It was Tony and my first time hosting a big family event and I'm so glad we did it! Space-wise, with a little reconfiguring of our apartment it just worked. My brother brought a trestle table, we used every chair we owned (from dining chairs, IKEA stools, outdoor chairs and our sofa), along with every plate, fork, cup and glass. I was super proud that we could do it - especially without buying anything specific for it other than food and napkins (I almost panic-bought paper plates).

I was a little bit nervous about cooking for a crowd, mainly because we have so little bench space. In the end I made a double batch of Julia Turshen's lasagne (with beef) because I'd made it before and it's magically simple and delicious. I cooked the sauce during my lunch break on Friday, mixed and rolled the pasta on Saturday morning, bought pre-grated cheese to make assembly easier and had everything ready to bake by 11.30am.

My family brought drinks, fresh bread and a big salad, which helped so much. I've only just realised that it makes a lot of sense to choose a main and a dessert from the same cookbook. It was the best excuse to try Julia's 'Happy wife, happy life' chocolate cake, with raspberry jam and sour cream chocolate icing. Not wanting to stress, I baked it the weekend before and froze the cake layers, icing it the night before. After making a wedding cake, icing a two-layer cake that doesn't need to be transported anywhere is a breeze!

The house was so full of life that afternoon and I felt extremely proud that we were able to host. I'm happy to report that my tiny bag of toys is still going strong, with Frozen snap being one of the best $5 additions.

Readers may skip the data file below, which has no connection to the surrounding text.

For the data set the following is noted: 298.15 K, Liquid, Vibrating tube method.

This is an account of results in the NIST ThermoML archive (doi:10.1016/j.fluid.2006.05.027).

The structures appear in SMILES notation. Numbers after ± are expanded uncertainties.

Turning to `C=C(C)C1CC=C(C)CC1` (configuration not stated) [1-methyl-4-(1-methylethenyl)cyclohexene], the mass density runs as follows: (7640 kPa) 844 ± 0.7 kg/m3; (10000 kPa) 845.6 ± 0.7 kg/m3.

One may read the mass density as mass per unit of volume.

It was a busy weekend - we had my brother Zac and his wife Hannah over for dinner on Thursday night, invited a friend round for coffee on Sunday and then we went out to dinner with my parents on the last night of their stay. Before lockdown, I preferred to do one social thing each weekend - two max. But I've noticed that I have a lot more energy and enthusiasm for any kind of hang out since I've been working at home. I think it's because I'm not tiring myself out commuting to work, packing my lunch, trying to get up early for yoga. It's made so much more brain space for the best stuff.

After everyone went home, we tidied up and ended up eating leftovers by candlelight and Ferrero Rochers on the couch - a gift from my sister. We just happened to have two slices of chocolate cake left over 😉 and I'm so looking forward to tucking into them tonight. This year has had so many emotional highs and lows, but this was one of the really good days.

Emoji pancakes, apple cake, day trip

14 June 2020

I treated myself to a NY Times Cooking subscription the other week (there's only so much screengrabbing you can do), which is how we ended up having buttermilk pancakes for brekkie last Saturday. I hadn't made them before and loved how fluffy they were, we served them emoji-style with a pat of salted butter and plenty of maple syrup.

It's been crazy nice to have two long weekends in a row - enough to make me want to work part-time! There's just enough time for everything from seeing family to sleeping in and trying new recipes.

On Sunday we drove to Bundanoon for the day to have lunch with Tony's family. We appreciate everything now, like a pretty sky on the drive out and the sheer novelty of seeing the horizon from a different perspective. It was a proper Sunday lunch with roast lamb followed by butterfly cakes lovingly made by my mother-in-law and niece.

We've been watching so much good telly lately. We both loved The Last Dance, a Netflix documentary series that follows the Chicago Bulls during Michael Jordan's last season. You don't have to be a basketball fan to really enjoy it, it's got so much in-built drama and characters to bring you into it. Plus the archive footage is amazing, I'd totally forgotten about players like Scotty Pippen!

We also watched mid90s, Jonah Hill's directorial debut. It's a skater movie and a coming-of-age story that's intense and great (and also on Netflix).